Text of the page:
It doesn’t necessarily take travelling Malaysians or those in foreign lands to smudge the image of their beloved country. Some people can just do it from home, says Mustafa K Anuar.
Certain political leaders in Malaysia never cease to amuse, if not insult, you especially at a time when sober and rational thinking has apparently become a rare commodity.
In fact, they unwittingly and constantly make invaluable “contributions” to the comic scripts of creative people such as the unmistakable Jo Kukathas of the Instant Cafe Theatre and also cartoonist Zunar.
Deputy Foreign Minister A Kohilan Pillay warned recently that his ministry monitors Malaysians who travel or reside overseas in order to “safeguard the good name of the country and government leaders.”
So used to the idea of monitoring and controlling people at home, the federal government, particularly the foreign ministry, seemed quick to take such an action that contravenes one of the fundamental human rights: Freedom of expression of the citizenry (especially in a foreign land that is democratic and fervently practises freedom of expression).
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This is indeed a highly controversial act of snooping on people abroad in a very Orwellian fashion — and at the expense of the Malaysian taxpayers.
Equally important, it’s rather disturbing that the deputy minister (and other like-minded people) would equate the country with government leaders. The two entities have to be de-coupled because government leaders are capable of doing things that are detrimental to the common good and image of the country.
That is why criticising government leaders whose policies and actions are perceived to be harmful to the collective interests of the rakyat and the nation or, worse, who seem to be intellectually challenged, should not be deemed an act of shaming or betraying the country. If anything, it’s done for the love of the country as a whole.
On the other hand, the antics of such government leaders themselves can stain Malaysia’s image within and outside the country.
Back to the deputy foreign minister; does he really expect Malaysians overseas not to be their true selves in terms of articulating their inner sentiments and instead be forcibly engaged in government-speak during their encounters with their foreign friends or business acquaintances?
Are Malaysians overseas supposed to be oblivious of contemporary issues such as the PKFZ scandal; the apparent lack of judicial independence; eroding media freedom and independence due to the Printing Presses and Publications Act, OSA, Sedition Act, etc; draconian laws such as the ISA; rising rates of crime and bus accidents; escalating custodial deaths; and Datuk Seri Anwar Ibrahim still being dogged by his sodomy trial, among other things?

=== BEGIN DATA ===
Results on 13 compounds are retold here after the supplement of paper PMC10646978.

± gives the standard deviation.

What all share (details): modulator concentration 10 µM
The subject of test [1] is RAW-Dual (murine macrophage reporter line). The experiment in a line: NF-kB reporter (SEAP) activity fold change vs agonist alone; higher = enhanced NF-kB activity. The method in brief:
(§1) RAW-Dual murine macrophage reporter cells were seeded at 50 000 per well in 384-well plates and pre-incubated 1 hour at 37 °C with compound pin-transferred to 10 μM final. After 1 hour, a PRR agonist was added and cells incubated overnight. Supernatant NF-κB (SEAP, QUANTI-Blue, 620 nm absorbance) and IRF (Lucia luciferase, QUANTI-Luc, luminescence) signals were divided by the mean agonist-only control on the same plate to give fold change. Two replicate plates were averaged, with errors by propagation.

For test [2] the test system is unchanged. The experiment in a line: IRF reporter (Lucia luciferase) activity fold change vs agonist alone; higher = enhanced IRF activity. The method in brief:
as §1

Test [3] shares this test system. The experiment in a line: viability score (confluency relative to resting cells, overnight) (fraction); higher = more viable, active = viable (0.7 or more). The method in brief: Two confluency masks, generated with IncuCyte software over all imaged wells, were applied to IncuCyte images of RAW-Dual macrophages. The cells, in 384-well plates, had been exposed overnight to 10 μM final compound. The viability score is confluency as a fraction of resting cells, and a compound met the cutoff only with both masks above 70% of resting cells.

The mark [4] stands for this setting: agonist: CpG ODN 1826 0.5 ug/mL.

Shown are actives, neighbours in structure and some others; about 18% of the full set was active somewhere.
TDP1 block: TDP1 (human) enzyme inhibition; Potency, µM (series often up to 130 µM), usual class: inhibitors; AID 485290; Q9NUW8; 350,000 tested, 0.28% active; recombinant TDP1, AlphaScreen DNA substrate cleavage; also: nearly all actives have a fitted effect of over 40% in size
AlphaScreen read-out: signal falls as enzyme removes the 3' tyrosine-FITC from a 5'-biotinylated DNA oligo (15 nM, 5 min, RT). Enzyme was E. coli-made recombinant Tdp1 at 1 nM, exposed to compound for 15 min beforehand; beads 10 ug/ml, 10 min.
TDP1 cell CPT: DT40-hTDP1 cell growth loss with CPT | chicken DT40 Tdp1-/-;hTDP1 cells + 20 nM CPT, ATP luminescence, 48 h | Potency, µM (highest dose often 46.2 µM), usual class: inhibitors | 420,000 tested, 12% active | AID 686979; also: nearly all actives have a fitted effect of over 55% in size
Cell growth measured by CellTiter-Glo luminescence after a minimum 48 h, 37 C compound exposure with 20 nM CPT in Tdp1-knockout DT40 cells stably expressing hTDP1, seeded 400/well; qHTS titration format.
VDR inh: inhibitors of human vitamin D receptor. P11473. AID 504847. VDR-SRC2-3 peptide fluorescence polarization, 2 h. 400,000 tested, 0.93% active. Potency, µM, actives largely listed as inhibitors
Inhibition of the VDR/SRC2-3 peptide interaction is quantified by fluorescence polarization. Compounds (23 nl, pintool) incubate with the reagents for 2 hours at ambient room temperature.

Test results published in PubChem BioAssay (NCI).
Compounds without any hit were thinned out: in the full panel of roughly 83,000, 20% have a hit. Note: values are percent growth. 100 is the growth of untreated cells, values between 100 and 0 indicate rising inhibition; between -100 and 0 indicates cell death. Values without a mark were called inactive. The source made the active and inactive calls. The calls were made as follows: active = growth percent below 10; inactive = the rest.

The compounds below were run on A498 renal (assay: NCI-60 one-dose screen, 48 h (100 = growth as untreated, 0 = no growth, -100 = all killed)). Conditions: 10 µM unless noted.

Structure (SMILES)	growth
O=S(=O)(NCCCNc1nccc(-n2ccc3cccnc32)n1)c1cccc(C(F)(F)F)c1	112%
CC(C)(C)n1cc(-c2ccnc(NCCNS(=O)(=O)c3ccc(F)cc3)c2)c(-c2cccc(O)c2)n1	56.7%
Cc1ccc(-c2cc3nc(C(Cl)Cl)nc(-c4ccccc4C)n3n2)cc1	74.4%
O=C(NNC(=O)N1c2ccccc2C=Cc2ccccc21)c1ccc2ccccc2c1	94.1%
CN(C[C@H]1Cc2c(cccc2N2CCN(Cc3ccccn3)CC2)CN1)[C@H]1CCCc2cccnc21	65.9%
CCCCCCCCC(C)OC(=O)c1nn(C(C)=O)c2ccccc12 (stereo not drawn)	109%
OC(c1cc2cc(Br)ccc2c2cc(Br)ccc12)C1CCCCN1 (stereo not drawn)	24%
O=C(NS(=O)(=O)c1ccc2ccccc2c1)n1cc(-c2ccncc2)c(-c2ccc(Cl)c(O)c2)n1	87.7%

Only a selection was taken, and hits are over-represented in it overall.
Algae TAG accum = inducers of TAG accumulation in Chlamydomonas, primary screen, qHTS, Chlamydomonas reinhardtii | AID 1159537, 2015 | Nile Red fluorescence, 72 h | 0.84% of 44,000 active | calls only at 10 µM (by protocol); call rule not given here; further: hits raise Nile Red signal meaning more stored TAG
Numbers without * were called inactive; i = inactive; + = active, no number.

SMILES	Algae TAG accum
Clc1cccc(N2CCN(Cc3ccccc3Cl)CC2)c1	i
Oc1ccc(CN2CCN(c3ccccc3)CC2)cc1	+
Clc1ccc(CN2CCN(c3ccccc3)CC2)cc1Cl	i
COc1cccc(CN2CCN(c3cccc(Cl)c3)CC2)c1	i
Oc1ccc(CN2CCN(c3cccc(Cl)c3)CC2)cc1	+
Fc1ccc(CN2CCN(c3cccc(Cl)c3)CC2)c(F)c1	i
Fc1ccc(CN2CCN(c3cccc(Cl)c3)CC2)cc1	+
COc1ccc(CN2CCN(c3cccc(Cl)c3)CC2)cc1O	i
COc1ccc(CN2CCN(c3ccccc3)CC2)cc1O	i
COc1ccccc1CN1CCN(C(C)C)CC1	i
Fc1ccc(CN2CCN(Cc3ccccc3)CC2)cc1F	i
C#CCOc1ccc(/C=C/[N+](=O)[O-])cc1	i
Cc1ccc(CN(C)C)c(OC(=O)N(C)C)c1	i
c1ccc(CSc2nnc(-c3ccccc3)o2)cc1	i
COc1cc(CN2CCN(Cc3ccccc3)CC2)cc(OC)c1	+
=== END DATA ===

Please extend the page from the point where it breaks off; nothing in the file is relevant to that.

Should Malaysians abroad still put on a poker face and plead ignorance if asked in a social gathering, for instance: Are Malaysian authorities really afraid of ordinary people having “cake parties”, lighting up candles in public places or even enjoying cartoons?
At an international academic conference, should a Malaysian political scientist worth his/her sarong, for example, summarily dismiss the contention harboured among Pakatan Rakyat politicians and critical academics that endemic corruption has brought about leakages to the delivery system, and cronyism and a lack of transparency and accountability have caused political and socio-economic problems to the country as mere bunkum?
And should those students studying abroad commit intellectual and academic dishonesty? Should they declare at the end of the examination of their theses that what they have researched and critically written on certain aspects of Malaysia are but merely academic exercises and, hence, does not reflect their true academic commitment and political conviction? In other words, should they subsequently “disown” what they have originally written passionately?
Even if, for one second, we could imagine that most Malaysians overseas collectively are able to keep mum over what is really happening back home, would that guarantee that the foreigners would not get wind somehow of what is happening in Malaysia?
In an era of globalisation, surely territorial borders are no longer obstacles to swift and better communication, thanks to the rapid advancement in the information and communications technology, particularly the Internet. What we say and do can be made known to the outside world in a jiffy via the cyber space and also satellite television.
Besides, wouldn’t it be more rewarding if the monitoring committed by the ministry be diverted instead towards seeking more information, for example, about business opportunities in certain foreign countries for Malaysian companies intent on venturing overseas?
In other words, our diplomatic missions abroad should instead indulge in useful activities that would help further enhance benefits and opportunities to our local business folks, our academics and students, and our tourism industry people, among others. It would do our nation a world of good if they stopped playing Sherlock Holmes.
So as you can see, it doesn’t necessarily take the travelling Malaysians or those in foreign lands to smudge the image of their beloved country. Some people can just do it from home.